Irlan Silva: From Favela to Boston Ballet First Soloist

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BOSTON – Irlan Silva was 14 years old when he first visited America. As a young Brazilian ballet dancer from the most violent favela, or urban slum, in Rio de Janeiro, Silva traveled to New York to compete in the 2005 Youth America Grand Prix. It was his first international dance competition, and he returned home with first prize.

But one award wasn’t enough. In 2008, he returned to the competition and earned Best Contemporary Dancer and first place in the Pas de Deux, which is choreographed for two.

These were only the first big steps in Silva’s blossoming career. Now 25-years-old and in his fifth season with the Boston Ballet, he was recently promoted to First Soloist. It was his second promotion during this season alone.

A First Soloist is a dancer in the ballet company above the Corps de Ballet, who are dancers who perform as a group onstage. First Soloists perform the majority of the solo and minor roles in a ballet. The highest ranked performer is a Principal Dancer, who is usually a star of the ballet.

“Irlan is such an invigorating performer,” Mikko Nissinen, the Boston Ballet’s artistic director, said in a prepared statement on Jan. 19.

The Boston Ballet is not the only group to take an interest in Silva’s talent. During the 2008 competition, Silva inspired a critically acclaimed documentary, “Only When I Dance,” released in 2010. The Boston Ballet will host a free screening of the film at the Strand Theatre in Dorchester on Friday, Feb. 5, at 7 p.m.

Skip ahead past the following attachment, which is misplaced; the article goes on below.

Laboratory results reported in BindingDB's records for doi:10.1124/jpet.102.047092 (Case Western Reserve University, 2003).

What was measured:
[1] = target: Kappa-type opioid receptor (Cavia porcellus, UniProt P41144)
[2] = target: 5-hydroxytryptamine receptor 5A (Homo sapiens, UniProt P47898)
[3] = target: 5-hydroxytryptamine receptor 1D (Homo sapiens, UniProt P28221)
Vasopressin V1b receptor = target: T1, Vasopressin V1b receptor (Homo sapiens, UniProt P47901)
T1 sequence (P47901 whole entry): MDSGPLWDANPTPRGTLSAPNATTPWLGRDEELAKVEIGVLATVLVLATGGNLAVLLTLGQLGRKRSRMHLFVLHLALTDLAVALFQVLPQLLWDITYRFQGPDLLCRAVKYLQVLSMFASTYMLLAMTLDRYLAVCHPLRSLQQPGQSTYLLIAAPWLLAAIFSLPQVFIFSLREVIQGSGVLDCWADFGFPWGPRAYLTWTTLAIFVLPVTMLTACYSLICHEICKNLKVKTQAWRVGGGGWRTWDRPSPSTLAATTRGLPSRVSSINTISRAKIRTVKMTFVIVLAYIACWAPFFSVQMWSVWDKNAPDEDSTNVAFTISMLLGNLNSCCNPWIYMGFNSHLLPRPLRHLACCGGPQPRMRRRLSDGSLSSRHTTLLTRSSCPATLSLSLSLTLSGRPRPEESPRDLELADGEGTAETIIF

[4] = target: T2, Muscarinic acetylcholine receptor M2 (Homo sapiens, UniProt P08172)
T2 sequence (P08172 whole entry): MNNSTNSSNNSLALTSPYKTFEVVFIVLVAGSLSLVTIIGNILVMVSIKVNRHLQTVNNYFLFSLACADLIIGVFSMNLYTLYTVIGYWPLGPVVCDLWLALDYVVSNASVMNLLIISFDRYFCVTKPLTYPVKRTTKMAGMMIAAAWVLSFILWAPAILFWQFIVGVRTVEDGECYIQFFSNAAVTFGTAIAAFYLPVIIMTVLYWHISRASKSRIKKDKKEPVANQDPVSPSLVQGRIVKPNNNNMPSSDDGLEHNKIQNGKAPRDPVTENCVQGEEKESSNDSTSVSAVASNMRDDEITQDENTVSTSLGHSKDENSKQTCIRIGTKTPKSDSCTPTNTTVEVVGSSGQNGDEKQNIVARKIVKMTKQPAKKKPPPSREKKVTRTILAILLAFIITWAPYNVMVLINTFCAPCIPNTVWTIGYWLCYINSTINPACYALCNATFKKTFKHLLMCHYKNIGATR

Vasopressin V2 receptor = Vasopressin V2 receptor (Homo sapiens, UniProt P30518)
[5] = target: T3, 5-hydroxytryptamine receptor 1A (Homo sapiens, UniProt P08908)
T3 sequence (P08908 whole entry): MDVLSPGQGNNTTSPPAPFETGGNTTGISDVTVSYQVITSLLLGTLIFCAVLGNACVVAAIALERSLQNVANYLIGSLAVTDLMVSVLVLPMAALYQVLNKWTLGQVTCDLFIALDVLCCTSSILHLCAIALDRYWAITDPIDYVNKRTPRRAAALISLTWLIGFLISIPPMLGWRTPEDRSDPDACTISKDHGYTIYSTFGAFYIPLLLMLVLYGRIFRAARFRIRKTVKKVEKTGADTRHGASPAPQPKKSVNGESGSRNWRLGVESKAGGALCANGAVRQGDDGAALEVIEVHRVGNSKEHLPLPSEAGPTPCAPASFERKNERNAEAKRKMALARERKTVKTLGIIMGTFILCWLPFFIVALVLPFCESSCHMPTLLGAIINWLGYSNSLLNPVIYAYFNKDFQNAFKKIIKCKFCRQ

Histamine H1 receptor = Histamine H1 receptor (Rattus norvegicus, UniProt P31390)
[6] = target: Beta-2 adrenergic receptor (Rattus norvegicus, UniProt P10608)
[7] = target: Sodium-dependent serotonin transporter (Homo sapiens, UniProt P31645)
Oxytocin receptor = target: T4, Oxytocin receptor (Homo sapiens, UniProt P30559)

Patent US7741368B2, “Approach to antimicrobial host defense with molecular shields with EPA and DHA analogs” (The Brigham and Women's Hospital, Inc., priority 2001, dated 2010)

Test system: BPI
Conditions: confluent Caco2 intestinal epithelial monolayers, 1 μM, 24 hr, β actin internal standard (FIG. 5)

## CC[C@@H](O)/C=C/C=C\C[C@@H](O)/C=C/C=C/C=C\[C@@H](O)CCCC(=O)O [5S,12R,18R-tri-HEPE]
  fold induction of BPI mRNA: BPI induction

The filmmakers followed Silva and his friend, dancer Isabela Coracy, chronicling their transitions from dancing students in Rio to professional ballet careers.

Isabela and I, Silva said, “both had almost the same problem about coming from a poor place in Rio and trying to reach your dreams to become a professional ballet dancer.”

Silva first saw the documentary when it was shown at the Tribeca Film Festival in 2009. He said it was an emotional experience to see his story on the big screen. Nevertheless, he looks forward to sharing the story with Boston audiences.

“The documentary tells about that and getting to the place where you want to be,” Silva said. “It’s not just about dance, it’s about life in general because from our story you can take a little piece from yourself as well.”

His optimistic attitude is evident as soon as he hits the stage, bringing a happy authenticity to his performance. It is easy to spot Silva onstage; show after show, his infectious smile and energy are captivating, even when he is stretched to his limits.

“You have to be prepared for anything,” he said. “Anything can happen at the last minute.”

And recently, it did. When two injuries kept soloists from performing in “Third Symphony of Gustav Mahler” in October, Silva rose to the occasion, dancing Principal, Soloist, and Corps de Ballet roles.

“I thought to myself, ‘Wow, this is my chance,’” he said.

It was indeed Silva’s chance to prove his capability, and his hours of learning multiple roles in an exceptionally difficult ballet paid off.

“He has matured, and he rose to the occasion in a major way with `Third Symphony of Gustav Mahler,’” Nissinen said. “He is ready for the next level of challenges.”

Silva was one of three dancers to earn a new title in the mid-season promotions. Paul Craig was also promoted to First Soloist, and Alexander Maryianowski was promoted into the Corps de Ballet.

“This means a lot because I’ve been working really hard,” Silva said. “To be promoted for the second time in a year means that they are seeing my work and they are happy with what I am delivering onstage and how I’m working day-by-day.”

Silva said he is looking forward to dancing in “Swan Lake” later this season, but his long-term plans stretch well beyond that.

“My next goal,” he said, “is to become a Principal Dancer.”